It's time to end net energy metering
by Mina Morita and Marco Mangelsdorf
With more than 50 years of experience between us, few in the state have been more involved in and supportive of the renewable energy cause in Hawaii than the two of us — one as long-time state House Energy Committee and Public Utilities Commission chairwoman, and the other with a 37-year career in the solar energy field and founder of the Hawaii PV Coalition.
Since 2007 we have witnessed stratospheric growth in the adoption of roof-top solar electric systems, with one of the principal reasons for that success being the availability of net energy metering (NEM).
NEM allows home and business owners who install photovoltaic systems on their homes or facilities to receive full retail credit for surplus power fed back into the utility grid to offset their electricity costs.
We believe now is the time to bring this NEM program to a close and transition to a more fair and equitable rate structure.
In 2001 when NEM was passed, the price of photovoltaic (PV) was two to three times today's cost. To assist in carrying out the state's energy objectives, PV businesses needed jump-start help in the form of a preferential tariff in order to promote and expand the use of this important site-based renewable energy source to homeowners and businesses.
It's now time for PV to stand on its own two feet. The local PV industry and close to 60,000 ratepayers across the state, who were fortunate enough to be able install these ratepayer- and public-subsidized systems through NEM and federal and state tax credits, need to stop protecting their own self-interest and think about how to advance an electricity system to benefit all.
NEM is a relic of an oil-based infrastructure when variable renewable resources were being accommodated within traditional utility operations. Today as we seek a new paradigm that relies on renewable resources, energy efficiency, demand response and other advanced technologies as intrinsic parts of the electric system, new rates and pricing structures also must be part of this transformation.
The sky is not going to fall. In 2008, Kauai closed its NEM program without the island's PV businesses closing their doors.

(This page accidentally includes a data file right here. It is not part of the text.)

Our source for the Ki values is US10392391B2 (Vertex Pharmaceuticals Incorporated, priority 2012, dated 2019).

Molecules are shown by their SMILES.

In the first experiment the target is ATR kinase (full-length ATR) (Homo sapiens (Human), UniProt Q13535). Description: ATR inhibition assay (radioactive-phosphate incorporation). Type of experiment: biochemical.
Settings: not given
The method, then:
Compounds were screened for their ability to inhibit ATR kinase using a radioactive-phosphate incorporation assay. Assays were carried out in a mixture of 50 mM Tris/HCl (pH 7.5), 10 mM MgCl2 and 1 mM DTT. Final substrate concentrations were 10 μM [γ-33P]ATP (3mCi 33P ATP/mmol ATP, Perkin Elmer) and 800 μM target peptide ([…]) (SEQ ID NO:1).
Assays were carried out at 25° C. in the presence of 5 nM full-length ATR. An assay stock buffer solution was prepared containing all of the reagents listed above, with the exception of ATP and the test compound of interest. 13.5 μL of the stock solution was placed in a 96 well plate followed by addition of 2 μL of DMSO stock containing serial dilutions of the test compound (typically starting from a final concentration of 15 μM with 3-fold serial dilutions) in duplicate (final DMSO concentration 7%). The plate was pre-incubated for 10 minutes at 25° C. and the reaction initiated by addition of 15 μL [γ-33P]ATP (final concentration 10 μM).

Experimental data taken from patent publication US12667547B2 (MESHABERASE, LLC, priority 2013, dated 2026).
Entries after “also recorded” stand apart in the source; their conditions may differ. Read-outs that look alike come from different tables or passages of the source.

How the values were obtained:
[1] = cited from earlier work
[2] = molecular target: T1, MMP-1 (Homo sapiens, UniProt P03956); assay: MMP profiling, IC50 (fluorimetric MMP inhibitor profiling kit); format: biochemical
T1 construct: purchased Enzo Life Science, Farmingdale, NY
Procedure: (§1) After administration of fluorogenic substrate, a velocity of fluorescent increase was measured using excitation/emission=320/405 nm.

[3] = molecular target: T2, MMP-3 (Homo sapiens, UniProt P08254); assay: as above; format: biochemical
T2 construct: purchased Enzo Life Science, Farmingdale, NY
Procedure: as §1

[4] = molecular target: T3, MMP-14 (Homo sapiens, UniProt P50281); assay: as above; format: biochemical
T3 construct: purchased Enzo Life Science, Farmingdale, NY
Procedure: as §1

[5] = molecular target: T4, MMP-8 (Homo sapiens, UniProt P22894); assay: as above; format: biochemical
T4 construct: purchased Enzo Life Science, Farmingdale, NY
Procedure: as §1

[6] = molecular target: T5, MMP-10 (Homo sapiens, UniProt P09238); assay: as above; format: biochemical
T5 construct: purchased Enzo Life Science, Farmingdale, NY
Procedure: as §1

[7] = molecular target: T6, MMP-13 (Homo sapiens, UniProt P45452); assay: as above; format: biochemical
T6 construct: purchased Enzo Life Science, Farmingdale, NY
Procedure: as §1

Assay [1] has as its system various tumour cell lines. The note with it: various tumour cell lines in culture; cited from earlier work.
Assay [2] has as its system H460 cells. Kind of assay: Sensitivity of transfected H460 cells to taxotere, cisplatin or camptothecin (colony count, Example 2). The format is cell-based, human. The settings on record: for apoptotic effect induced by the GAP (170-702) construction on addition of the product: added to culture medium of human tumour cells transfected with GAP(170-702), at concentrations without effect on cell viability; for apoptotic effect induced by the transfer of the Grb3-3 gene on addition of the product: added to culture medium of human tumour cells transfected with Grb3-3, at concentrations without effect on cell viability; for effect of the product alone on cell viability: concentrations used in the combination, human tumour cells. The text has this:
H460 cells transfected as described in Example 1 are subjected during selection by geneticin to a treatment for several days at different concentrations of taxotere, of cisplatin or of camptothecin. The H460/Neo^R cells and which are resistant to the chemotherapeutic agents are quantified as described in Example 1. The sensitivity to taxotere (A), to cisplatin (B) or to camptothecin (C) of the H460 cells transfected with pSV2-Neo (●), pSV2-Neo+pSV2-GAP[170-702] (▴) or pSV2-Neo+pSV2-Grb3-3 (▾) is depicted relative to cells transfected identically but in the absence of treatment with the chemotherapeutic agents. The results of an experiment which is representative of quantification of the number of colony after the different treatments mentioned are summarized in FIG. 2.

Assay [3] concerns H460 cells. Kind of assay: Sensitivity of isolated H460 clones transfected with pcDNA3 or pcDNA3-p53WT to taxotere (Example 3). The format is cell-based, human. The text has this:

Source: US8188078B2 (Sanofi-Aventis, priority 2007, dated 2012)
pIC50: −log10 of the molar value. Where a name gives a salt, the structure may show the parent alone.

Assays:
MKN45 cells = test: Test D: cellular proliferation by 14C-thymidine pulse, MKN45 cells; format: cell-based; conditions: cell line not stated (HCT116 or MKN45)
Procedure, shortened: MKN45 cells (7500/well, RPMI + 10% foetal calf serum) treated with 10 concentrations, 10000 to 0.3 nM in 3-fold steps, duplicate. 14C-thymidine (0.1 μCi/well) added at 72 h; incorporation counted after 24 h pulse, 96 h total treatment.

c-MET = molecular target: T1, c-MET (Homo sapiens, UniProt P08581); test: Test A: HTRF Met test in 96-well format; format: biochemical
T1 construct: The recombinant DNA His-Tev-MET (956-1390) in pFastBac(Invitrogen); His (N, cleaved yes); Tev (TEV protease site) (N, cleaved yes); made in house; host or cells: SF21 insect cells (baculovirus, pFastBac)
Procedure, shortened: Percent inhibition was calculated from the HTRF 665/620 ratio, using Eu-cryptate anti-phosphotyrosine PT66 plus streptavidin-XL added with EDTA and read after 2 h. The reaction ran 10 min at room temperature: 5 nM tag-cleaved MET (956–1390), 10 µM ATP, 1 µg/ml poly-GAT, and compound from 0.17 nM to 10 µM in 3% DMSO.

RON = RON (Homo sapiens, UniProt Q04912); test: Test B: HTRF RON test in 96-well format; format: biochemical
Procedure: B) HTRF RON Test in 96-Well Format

Typically, industries whose subsidies are threatened will couch their rhetoric with general claims of wanting to protect the public good, consumers and their workers.
It is no different here. The piggies at the trough have always squealed at the prospect of the slop being taken away. But going to a post-NEM world will have only a marginal effect on the overall payback period and the return on investment for home and business owners who pay cash or do the financing themselves.
It is the third party-owned/financed residential solar transactions that will take a much more significant hit.
Witness the vigorous lobbying of mainland-based companies — SolarCity, Sunrun, Vivint Solar and the like — who have done quite well here peddling that type of financing option to tens of thousands of homeowners.
Sadly, the threat of losing NEM has led some in the PV industry down the path of hyperbole, exaggeration and self-interested fear-mongering.
While solar prices have dropped significantly throughout the country, Hawaii's highly subsidized solar market is broken.
The bountiful subsidies of NEM and tax credits have been used to sustain an uncompetitive and dysfunctional market that has been carried on the backs of the Hawaii taxpayer and non-PV electric customers.
We all want a sustainable green energy future to serve all residents and businesses throughout Hawaii.
It is now time for rational economics of running a clean electric system to prevail. The continuation and inequity of NEM only creates some winners but many losers.